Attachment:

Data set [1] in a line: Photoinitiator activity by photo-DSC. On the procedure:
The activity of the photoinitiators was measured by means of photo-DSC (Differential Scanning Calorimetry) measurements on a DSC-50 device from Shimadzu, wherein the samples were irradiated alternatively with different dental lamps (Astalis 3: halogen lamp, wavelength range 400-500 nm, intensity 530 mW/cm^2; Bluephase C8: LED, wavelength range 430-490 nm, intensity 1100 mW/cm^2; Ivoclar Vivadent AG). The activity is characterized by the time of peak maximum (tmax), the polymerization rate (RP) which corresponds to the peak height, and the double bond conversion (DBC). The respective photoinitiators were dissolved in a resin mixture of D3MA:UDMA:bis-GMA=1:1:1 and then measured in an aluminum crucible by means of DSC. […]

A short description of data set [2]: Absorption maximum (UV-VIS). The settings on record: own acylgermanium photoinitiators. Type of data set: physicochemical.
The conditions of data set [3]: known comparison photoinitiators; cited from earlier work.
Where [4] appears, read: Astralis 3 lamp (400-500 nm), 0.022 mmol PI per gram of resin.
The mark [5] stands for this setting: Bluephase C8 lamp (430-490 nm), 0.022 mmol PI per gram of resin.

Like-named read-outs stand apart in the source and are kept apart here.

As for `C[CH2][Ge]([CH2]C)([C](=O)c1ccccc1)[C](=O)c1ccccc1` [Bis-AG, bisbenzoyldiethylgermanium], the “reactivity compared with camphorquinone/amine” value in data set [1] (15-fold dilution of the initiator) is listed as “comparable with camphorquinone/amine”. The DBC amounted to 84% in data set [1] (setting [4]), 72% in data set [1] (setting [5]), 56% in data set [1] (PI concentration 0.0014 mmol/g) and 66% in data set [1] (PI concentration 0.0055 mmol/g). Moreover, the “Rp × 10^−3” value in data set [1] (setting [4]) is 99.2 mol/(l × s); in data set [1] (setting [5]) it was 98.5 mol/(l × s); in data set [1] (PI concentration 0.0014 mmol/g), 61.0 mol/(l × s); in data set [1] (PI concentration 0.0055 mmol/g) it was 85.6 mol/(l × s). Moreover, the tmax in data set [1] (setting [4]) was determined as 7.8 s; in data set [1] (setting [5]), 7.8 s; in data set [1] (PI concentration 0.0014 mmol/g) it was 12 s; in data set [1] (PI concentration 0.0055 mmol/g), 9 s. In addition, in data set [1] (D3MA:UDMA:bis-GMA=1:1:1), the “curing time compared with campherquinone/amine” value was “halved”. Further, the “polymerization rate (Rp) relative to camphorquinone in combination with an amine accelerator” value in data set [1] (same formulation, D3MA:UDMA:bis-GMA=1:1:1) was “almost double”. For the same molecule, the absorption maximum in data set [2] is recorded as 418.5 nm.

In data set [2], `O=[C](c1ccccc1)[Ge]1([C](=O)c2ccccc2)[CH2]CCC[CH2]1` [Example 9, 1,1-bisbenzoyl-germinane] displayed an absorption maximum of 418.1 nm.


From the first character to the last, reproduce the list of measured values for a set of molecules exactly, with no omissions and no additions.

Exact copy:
Data set [1] in a line: Photoinitiator activity by photo-DSC. On the procedure:
The activity of the photoinitiators was measured by means of photo-DSC (Differential Scanning Calorimetry) measurements on a DSC-50 device from Shimadzu, wherein the samples were irradiated alternatively with different dental lamps (Astalis 3: halogen lamp, wavelength range 400-500 nm, intensity 530 mW/cm^2; Bluephase C8: LED, wavelength range 430-490 nm, intensity 1100 mW/cm^2; Ivoclar Vivadent AG). The activity is characterized by the time of peak maximum (tmax), the polymerization rate (RP) which corresponds to the peak height, and the double bond conversion (DBC). The respective photoinitiators were dissolved in a resin mixture of D3MA:UDMA:bis-GMA=1:1:1 and then measured in an aluminum crucible by means of DSC. […]

A short description of data set [2]: Absorption maximum (UV-VIS). The settings on record: own acylgermanium photoinitiators. Type of data set: physicochemical.
The conditions of data set [3]: known comparison photoinitiators; cited from earlier work.
Where [4] appears, read: Astralis 3 lamp (400-500 nm), 0.022 mmol PI per gram of resin.
The mark [5] stands for this setting: Bluephase C8 lamp (430-490 nm), 0.022 mmol PI per gram of resin.

Like-named read-outs stand apart in the source and are kept apart here.

As for `C[CH2][Ge]([CH2]C)([C](=O)c1ccccc1)[C](=O)c1ccccc1` [Bis-AG, bisbenzoyldiethylgermanium], the “reactivity compared with camphorquinone/amine” value in data set [1] (15-fold dilution of the initiator) is listed as “comparable with camphorquinone/amine”. The DBC amounted to 84% in data set [1] (setting [4]), 72% in data set [1] (setting [5]), 56% in data set [1] (PI concentration 0.0014 mmol/g) and 66% in data set [1] (PI concentration 0.0055 mmol/g). Moreover, the “Rp × 10^−3” value in data set [1] (setting [4]) is 99.2 mol/(l × s); in data set [1] (setting [5]) it was 98.5 mol/(l × s); in data set [1] (PI concentration 0.0014 mmol/g), 61.0 mol/(l × s); in data set [1] (PI concentration 0.0055 mmol/g) it was 85.6 mol/(l × s). Moreover, the tmax in data set [1] (setting [4]) was determined as 7.8 s; in data set [1] (setting [5]), 7.8 s; in data set [1] (PI concentration 0.0014 mmol/g) it was 12 s; in data set [1] (PI concentration 0.0055 mmol/g), 9 s. In addition, in data set [1] (D3MA:UDMA:bis-GMA=1:1:1), the “curing time compared with campherquinone/amine” value was “halved”. Further, the “polymerization rate (Rp) relative to camphorquinone in combination with an amine accelerator” value in data set [1] (same formulation, D3MA:UDMA:bis-GMA=1:1:1) was “almost double”. For the same molecule, the absorption maximum in data set [2] is recorded as 418.5 nm.

In data set [2], `O=[C](c1ccccc1)[Ge]1([C](=O)c2ccccc2)[CH2]CCC[CH2]1` [Example 9, 1,1-bisbenzoyl-germinane] displayed an absorption maximum of 418.1 nm.